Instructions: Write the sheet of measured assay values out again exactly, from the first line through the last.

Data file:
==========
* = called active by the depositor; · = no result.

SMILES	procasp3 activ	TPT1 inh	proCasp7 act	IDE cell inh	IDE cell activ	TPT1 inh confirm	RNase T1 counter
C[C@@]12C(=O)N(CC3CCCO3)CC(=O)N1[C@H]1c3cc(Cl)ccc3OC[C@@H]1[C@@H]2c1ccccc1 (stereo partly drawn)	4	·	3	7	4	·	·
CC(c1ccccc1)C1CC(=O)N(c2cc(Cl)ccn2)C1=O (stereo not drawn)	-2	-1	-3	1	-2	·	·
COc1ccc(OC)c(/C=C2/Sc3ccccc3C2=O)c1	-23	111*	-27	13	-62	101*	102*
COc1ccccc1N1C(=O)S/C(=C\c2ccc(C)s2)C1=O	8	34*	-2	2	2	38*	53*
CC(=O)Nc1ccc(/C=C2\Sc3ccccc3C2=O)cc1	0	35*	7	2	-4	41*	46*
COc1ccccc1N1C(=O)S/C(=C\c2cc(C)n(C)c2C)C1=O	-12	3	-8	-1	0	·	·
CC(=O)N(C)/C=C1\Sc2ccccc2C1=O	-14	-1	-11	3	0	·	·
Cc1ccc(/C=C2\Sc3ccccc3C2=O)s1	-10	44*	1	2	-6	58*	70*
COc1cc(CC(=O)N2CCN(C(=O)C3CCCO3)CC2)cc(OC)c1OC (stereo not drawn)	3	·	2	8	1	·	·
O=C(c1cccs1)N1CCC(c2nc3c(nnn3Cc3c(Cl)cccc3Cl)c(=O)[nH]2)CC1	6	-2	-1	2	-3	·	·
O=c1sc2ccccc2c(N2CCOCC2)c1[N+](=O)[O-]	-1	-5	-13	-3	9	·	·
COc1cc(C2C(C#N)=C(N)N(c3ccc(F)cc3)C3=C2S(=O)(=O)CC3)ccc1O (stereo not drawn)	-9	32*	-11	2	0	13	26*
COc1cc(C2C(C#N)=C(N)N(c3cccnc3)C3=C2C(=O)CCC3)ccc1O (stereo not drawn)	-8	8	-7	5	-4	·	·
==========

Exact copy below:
* = called active by the depositor; · = no result.

SMILES	procasp3 activ	TPT1 inh	proCasp7 act	IDE cell inh	IDE cell activ	TPT1 inh confirm	RNase T1 counter
C[C@@]12C(=O)N(CC3CCCO3)CC(=O)N1[C@H]1c3cc(Cl)ccc3OC[C@@H]1[C@@H]2c1ccccc1 (stereo partly drawn)	4	·	3	7	4	·	·
CC(c1ccccc1)C1CC(=O)N(c2cc(Cl)ccn2)C1=O (stereo not drawn)	-2	-1	-3	1	-2	·	·
COc1ccc(OC)c(/C=C2/Sc3ccccc3C2=O)c1	-23	111*	-27	13	-62	101*	102*
COc1ccccc1N1C(=O)S/C(=C\c2ccc(C)s2)C1=O	8	34*	-2	2	2	38*	53*
CC(=O)Nc1ccc(/C=C2\Sc3ccccc3C2=O)cc1	0	35*	7	2	-4	41*	46*
COc1ccccc1N1C(=O)S/C(=C\c2cc(C)n(C)c2C)C1=O	-12	3	-8	-1	0	·	·
CC(=O)N(C)/C=C1\Sc2ccccc2C1=O	-14	-1	-11	3	0	·	·
Cc1ccc(/C=C2\Sc3ccccc3C2=O)s1	-10	44*	1	2	-6	58*	70*
COc1cc(CC(=O)N2CCN(C(=O)C3CCCO3)CC2)cc(OC)c1OC (stereo not drawn)	3	·	2	8	1	·	·
O=C(c1cccs1)N1CCC(c2nc3c(nnn3Cc3c(Cl)cccc3Cl)c(=O)[nH]2)CC1	6	-2	-1	2	-3	·	·
O=c1sc2ccccc2c(N2CCOCC2)c1[N+](=O)[O-]	-1	-5	-13	-3	9	·	·
COc1cc(C2C(C#N)=C(N)N(c3ccc(F)cc3)C3=C2S(=O)(=O)CC3)ccc1O (stereo not drawn)	-9	32*	-11	2	0	13	26*
COc1cc(C2C(C#N)=C(N)N(c3cccnc3)C3=C2C(=O)CCC3)ccc1O (stereo not drawn)	-8	8	-7	5	-4	·	·